Stories from 26 May 2013
After a week-long strike by medical professionals in Mozambique, Dr. Jorge Arroz, the President of Associação Médica de Moçambique, was arrested on Sunday night, May 26, 2013, under accusation of “sedition” (incitement of discontent or rebellion against a government). On Twitter and Facebook, @verdademz, @canal_moz and other netizens report.
On the heels of French Polynesian anti-independence politician Gaston Flosse's victory in the islands' presidential elections earlier this month, the United Nations has adopted a resolution calling on France to grant its territory of French Polynesia full independence.
Many Taiwanese believe that the recent proposed copyright amendment put forward by the government is a setback for democracy. The amendment will provide legal ground for an ISP-level blocking of websites under a black list system.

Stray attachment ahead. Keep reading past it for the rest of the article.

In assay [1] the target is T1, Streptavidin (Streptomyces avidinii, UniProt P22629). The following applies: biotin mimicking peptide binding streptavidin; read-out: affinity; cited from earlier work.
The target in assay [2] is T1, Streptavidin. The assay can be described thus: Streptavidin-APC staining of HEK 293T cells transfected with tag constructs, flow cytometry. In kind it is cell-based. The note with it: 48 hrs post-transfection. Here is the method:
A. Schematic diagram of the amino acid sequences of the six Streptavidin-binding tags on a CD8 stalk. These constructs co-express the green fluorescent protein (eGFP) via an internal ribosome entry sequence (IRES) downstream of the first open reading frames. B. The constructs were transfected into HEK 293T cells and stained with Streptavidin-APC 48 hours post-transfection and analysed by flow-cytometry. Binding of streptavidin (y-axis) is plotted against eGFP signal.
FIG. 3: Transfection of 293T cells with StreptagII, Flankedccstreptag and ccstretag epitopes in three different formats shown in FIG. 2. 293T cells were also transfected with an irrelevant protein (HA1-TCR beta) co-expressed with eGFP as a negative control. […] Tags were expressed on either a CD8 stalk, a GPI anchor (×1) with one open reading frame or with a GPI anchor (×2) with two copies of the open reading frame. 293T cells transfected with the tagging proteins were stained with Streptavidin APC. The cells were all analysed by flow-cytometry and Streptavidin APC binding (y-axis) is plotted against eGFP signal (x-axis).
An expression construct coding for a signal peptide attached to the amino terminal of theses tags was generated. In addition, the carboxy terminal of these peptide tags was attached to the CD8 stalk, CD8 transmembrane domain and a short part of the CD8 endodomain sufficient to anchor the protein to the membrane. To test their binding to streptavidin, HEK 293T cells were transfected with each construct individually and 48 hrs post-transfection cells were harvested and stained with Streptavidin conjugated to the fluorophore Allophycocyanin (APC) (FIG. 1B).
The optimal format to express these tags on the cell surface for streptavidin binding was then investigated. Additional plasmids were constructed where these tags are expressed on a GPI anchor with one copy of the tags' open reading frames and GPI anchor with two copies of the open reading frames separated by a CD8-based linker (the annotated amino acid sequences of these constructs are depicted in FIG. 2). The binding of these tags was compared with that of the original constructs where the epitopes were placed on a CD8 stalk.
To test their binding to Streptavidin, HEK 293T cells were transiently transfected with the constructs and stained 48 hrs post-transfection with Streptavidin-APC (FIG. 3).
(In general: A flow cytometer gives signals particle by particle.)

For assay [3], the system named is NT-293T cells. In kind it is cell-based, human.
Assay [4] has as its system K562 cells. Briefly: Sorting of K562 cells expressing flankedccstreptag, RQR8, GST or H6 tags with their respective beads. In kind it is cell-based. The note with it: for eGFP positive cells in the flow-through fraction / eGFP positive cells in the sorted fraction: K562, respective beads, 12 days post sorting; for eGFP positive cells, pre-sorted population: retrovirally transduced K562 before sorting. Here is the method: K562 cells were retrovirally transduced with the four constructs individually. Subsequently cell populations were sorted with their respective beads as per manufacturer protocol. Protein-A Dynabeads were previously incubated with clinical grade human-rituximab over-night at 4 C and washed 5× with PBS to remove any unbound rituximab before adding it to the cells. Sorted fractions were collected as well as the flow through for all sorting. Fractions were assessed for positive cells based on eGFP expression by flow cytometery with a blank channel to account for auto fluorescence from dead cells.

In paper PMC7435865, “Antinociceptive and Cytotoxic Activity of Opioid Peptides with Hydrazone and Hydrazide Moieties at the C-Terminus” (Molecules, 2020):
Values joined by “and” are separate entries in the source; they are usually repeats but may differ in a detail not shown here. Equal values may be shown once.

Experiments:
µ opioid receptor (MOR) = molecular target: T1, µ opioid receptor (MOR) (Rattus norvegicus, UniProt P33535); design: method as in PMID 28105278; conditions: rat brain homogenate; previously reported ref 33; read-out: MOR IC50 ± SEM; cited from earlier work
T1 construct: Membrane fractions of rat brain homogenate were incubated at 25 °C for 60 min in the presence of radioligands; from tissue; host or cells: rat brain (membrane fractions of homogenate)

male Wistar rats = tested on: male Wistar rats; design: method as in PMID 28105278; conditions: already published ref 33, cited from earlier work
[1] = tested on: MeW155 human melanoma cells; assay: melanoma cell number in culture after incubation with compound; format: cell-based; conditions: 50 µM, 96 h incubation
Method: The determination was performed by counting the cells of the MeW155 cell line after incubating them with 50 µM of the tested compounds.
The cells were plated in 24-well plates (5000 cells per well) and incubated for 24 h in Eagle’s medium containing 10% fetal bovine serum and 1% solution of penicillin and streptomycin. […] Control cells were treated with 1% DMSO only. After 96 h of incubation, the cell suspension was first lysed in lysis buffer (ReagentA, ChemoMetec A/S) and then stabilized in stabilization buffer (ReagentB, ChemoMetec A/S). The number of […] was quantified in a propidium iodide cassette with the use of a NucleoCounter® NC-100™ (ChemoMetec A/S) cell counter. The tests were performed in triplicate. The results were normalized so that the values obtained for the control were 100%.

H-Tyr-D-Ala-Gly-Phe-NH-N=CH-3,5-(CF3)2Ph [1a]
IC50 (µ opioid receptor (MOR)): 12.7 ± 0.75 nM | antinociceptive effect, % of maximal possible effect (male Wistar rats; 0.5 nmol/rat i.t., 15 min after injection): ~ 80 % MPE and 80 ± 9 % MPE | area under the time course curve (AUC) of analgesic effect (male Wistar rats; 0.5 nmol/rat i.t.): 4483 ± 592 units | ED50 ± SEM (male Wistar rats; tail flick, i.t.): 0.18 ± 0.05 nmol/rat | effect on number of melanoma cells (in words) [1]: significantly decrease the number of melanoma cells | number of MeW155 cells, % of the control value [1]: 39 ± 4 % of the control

United States Vice President Joe Biden has faced a firestorm of criticism from Chinese international students after he referred to China as a nation that cannot "think different" or "breathe freely" during his commencement speech at the University of Pennsylvania. But mainland Chinese Web users have hit back, reproaching the students abroad for their behavior and defending Biden's speech as worthy of reflection.
Jamaican bloggers marked their own version of Blog Action Day (dubbed JA Blog Day), on May 23. Netizens discussed the disturbing issue of police brutality, state security abuses and extra judicial killings - particularly fitting as the date for the event was the third anniversary of the "Tivoli Gardens Massacre", which took place during the country's state of emergency in 2010.
Activists in Tokyo demonstrated against agricultural giant Monsanto in front of their local offices, joining 279,723 protesters in 57 other countries around the world for March Against Monsanto day on May 25, 2013. Project 99% [ja], an anti-nuclear power and anti-Trans-Pacific Strategic Economic Partnership Agreement [so called TPP] coalition of activists and groups in Japan...
Over 6,200 South Koreans have joined a online petition calling [ko] on the government to stop employing Active X control. A long-term monopoly of Active X and digital certificate-based authentication system have been accused for meddling with the user's privacy setting and making the entire nation vulnerable to hacking attacks.